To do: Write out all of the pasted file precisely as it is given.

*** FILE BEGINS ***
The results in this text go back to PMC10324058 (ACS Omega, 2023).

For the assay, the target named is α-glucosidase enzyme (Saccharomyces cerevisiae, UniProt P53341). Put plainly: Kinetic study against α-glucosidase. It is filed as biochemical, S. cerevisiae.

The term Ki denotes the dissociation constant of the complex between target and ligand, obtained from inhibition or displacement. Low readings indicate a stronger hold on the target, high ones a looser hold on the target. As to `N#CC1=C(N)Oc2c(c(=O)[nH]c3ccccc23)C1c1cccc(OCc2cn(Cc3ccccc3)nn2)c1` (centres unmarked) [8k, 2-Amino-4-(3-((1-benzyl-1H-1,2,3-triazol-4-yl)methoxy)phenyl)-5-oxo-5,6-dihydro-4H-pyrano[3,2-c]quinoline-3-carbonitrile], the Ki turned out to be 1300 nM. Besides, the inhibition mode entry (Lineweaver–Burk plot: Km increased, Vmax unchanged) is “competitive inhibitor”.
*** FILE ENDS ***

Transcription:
The results in this text go back to PMC10324058 (ACS Omega, 2023).

For the assay, the target named is α-glucosidase enzyme (Saccharomyces cerevisiae, UniProt P53341). Put plainly: Kinetic study against α-glucosidase. It is filed as biochemical, S. cerevisiae.

The term Ki denotes the dissociation constant of the complex between target and ligand, obtained from inhibition or displacement. Low readings indicate a stronger hold on the target, high ones a looser hold on the target. As to `N#CC1=C(N)Oc2c(c(=O)[nH]c3ccccc23)C1c1cccc(OCc2cn(Cc3ccccc3)nn2)c1` (centres unmarked) [8k, 2-Amino-4-(3-((1-benzyl-1H-1,2,3-triazol-4-yl)methoxy)phenyl)-5-oxo-5,6-dihydro-4H-pyrano[3,2-c]quinoline-3-carbonitrile], the Ki turned out to be 1300 nM. Besides, the inhibition mode entry (Lineweaver–Burk plot: Km increased, Vmax unchanged) is “competitive inhibitor”.